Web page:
Cai Guo-Qiang Makes a “Homecoming” to JapanSociety Culture
A Leading Contemporary Artist
Cai Guo-Qiang has used gunpowder and fireworks to explore new frontiers in art since his youth. After launching and developing his career as an artist in Japan, he began presenting his works internationally and has held a large number of exhibitions worldwide.
In summer 2015 Cai—who by then had become one of the world’s leading figures in contemporary art—gave a large-scale solo exhibition at the Yokohama Museum of Art. Titled Cai Guo-Qiang: here and Back Again, the exhibition—held from July 11 to October 18—presented works embodying Cai’s resolve to return to the country where he spent his formative years as an artist, get back in touch with Eastern and Japanese culture, and recall that essence in himself.
From Japan to the World
Born in 1957 in Quanzhou, Fujian Province, Cai Guo-Qiang came to Japan in 1986 after studying stage design at the Shanghai Theater Academy. He launched his artistic career while living in Tokyo, Toride, and Iwaki, and also studied at the University of Tsukuba. While in Japan Cai began making drawings using gunpowder on washi (Japanese paper). He conducted a series of large-scale outdoor explosive events called Project for Extraterrestrials at various venues, including as part of the 1991 Exceptional Passage: Chinese Avant-Garde Artists Exhibition in Fukuoka and other group exhibitions.
After moving to New York in 1995, Cai has continued to work in various locations, from the Americas and Europe to Australia, and has won numerous prizes, including the Golden Lion at the 1999 Venice Biennale. He was artistic director of the closing ceremonies of the 2001 APEC Conference and director of visual and special effects for the opening and closing ceremonies of the 2008 Olympic Games in Beijing—wowing television viewers around the world with spectacular fireworks displays.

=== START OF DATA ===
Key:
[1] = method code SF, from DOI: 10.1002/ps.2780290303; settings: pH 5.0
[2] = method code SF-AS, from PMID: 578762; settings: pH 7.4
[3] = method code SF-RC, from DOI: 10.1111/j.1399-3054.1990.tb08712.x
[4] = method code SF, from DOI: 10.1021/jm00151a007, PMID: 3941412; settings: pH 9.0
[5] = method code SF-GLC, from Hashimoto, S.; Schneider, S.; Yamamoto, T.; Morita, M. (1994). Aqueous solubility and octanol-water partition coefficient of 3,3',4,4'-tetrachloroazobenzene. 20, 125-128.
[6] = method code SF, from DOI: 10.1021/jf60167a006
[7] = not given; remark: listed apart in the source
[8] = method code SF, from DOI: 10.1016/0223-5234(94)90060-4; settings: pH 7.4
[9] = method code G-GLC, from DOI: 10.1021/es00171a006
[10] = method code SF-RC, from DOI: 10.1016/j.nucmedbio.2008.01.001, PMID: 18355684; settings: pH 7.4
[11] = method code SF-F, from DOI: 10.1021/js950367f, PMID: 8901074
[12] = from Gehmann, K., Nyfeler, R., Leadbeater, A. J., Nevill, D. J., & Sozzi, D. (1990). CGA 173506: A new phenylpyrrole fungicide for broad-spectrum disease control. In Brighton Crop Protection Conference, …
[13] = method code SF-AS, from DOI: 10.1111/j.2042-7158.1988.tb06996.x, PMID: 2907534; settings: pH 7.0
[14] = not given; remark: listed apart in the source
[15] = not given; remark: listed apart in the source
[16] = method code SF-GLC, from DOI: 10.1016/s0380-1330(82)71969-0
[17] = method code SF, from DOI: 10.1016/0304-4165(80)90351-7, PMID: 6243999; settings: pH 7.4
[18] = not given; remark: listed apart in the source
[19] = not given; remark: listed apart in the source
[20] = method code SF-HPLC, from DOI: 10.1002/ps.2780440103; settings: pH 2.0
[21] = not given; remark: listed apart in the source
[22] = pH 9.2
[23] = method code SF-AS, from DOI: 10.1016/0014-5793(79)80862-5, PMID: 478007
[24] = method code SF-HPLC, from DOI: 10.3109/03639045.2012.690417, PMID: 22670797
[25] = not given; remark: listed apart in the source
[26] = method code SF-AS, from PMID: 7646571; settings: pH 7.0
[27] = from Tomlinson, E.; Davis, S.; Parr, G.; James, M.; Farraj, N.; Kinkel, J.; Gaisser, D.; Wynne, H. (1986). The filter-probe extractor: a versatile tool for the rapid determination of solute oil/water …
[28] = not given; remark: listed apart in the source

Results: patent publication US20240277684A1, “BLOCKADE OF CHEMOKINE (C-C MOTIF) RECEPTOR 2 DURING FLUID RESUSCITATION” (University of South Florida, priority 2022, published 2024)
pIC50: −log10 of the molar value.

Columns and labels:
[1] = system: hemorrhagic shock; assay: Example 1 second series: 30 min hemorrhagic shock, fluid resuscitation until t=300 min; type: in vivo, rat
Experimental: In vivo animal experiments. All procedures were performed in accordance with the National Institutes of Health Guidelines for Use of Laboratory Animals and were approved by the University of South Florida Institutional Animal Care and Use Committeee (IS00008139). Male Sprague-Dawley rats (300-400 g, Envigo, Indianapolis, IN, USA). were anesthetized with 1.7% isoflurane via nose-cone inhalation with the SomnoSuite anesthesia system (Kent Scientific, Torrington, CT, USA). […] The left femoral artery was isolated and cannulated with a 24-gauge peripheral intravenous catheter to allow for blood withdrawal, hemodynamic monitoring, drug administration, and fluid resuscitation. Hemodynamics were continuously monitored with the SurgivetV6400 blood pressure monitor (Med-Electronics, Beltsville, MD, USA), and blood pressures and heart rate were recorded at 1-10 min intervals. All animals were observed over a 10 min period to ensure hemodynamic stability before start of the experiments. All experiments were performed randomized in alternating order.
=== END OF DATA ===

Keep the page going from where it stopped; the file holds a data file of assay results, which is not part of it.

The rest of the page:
Contemporary and Traditional Motifs
While constantly experimenting with new techniques, Cai also incorporates elements of traditional Chinese culture, such as feng shui philosophy and Chinese medicine, perhaps reflecting his determination not to get swept up in the latest trends in Western contemporary art. There is an unfettered feeling about his art that, combined with the artist’s easygoing demeanor, instantly draw viewers into his works.
The catalogue of the There and Back Again exhibition contains an autobiographical essay, “The 99 Stories of Cai Guo-Qiang.” In it Cai tells tales far removed from contemporary art: his memories of Quanzhou, where feng shui is still a living philosophy; the love he received from his grandparents and parents; about shaman ladies, ghosts, and hermits; and dream divination at a Taoist temple, among others. These stories offer intriguing clues to understanding Cai’s works. (The number 99 signifies an infinite cycle in Taoist thought.)
There—and Back Again
Even after moving to New York, Cai would return to Japan every two or three years for exhibitions and symposiums. He has been back every year since the Great East Japan Earthquake of 2011, opening the Snake Museum of Contemporary Art in 2013 as part of the Iwaki Manbon Sakura Project that he launched with the people of Iwaki, Fukushima Prefecture. The goal of the project, which is being conducted with Cai’s support, is to plant 99,000 cherry trees over the course of 99 years; more than 2,000 trees have already been planted.
Just as he was contemplating increasing his activities in Japan, Cai was invited by the Yokohama Museum of Art to do a solo exhibition.